Introduction: Sleep duration and quality have a critical role in cognitive and athletic performances. A relationship was demonstrated between sleep deprivation, reduced performance and elevated injury risk. The recommended sleep duration for teenagers is at least 9 hours a day but most sleep less.
Aim: To estimate sleep duration among elite adolescent athletes at the Academy for Sport Excellence at the Wingate Institute, by quantifying the changes after joining the academy and the relation to school performances and the usage of medical services.
Methods: Data from medical records, including sleep screening questionnaires and a number of the athletes' medical appointments were analyzed.
Results: Athletes reported that sleep duration was less than recommended before joining the academy. After joining the academy the average sleep duration decreased (7.37 vs 7.7 hours, P = 0.05) and daytime sleepiness was elevated (13/24 v 11/24 Epworth-Sleepiness-Scale (ESS), P = 0.002). Correlations between changes in sleep duration and changes in school achievements before and after joining the academy were demonstrated (P = 0.027). No correlation was found between sleep duration at the academy and usage of medical services.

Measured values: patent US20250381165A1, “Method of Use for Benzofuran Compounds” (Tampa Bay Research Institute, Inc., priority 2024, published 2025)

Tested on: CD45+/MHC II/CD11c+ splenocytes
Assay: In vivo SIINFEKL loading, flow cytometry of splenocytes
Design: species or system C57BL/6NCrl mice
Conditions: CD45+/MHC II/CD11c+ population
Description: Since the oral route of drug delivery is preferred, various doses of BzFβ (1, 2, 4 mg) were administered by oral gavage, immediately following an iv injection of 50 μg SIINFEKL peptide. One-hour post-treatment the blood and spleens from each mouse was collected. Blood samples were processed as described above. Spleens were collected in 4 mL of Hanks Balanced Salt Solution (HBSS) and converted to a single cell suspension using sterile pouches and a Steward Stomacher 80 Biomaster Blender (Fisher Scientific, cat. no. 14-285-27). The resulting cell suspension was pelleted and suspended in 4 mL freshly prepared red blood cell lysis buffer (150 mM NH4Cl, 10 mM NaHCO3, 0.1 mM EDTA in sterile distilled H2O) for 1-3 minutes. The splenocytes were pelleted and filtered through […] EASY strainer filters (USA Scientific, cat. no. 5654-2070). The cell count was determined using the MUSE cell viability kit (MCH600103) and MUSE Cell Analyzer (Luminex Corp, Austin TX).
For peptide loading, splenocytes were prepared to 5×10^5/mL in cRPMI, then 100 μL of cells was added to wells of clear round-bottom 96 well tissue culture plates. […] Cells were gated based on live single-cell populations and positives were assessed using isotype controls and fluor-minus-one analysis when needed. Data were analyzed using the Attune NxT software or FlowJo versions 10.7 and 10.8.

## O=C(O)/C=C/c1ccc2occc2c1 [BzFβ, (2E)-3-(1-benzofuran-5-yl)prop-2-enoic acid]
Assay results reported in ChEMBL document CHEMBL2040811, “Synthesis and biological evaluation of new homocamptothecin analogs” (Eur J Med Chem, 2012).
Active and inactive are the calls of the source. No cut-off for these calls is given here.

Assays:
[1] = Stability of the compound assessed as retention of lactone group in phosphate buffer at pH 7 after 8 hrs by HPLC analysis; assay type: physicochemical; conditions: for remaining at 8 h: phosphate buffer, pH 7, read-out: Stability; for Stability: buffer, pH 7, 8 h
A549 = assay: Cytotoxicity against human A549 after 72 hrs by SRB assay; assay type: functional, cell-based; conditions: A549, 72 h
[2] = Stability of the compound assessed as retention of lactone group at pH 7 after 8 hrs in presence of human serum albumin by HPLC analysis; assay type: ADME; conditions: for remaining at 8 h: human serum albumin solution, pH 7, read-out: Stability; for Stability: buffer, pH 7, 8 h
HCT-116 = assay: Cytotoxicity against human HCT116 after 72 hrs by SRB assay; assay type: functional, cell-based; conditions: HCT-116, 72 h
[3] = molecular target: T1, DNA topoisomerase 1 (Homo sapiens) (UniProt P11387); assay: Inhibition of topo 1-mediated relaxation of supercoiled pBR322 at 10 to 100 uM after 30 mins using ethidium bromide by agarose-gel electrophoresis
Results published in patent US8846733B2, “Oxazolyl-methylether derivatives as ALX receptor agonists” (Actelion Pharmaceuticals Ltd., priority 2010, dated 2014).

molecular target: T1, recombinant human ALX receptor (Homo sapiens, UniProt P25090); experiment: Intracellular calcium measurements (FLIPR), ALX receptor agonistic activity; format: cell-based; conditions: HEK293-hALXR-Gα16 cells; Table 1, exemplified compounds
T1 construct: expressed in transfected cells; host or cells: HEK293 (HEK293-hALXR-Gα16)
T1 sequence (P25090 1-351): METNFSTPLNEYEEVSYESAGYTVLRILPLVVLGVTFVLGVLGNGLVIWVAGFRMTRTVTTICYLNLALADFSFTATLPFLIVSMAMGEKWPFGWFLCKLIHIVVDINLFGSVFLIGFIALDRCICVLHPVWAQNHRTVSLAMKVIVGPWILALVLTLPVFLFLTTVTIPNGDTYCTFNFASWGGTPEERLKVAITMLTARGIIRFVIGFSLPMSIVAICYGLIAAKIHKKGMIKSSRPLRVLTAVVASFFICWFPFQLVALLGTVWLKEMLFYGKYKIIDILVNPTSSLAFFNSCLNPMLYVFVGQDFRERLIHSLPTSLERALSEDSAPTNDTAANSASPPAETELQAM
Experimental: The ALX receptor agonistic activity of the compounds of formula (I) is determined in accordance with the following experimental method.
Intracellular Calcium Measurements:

Conclusions: Elite adolescent athletes do not sleep enough and are tired during the day. Reduction in sleep duration and elevation in sleepiness were observed with the transition to practice, study and life at the Academy for Sport Excellence.
Discussion: In accordance with previous studies, our findings showed elite young athletes are in a state of continuous sleep deprivation that interferes with their school achievements. Further research is needed to evaluate the importance of sleep duration and quality in performance for the health of young athletes.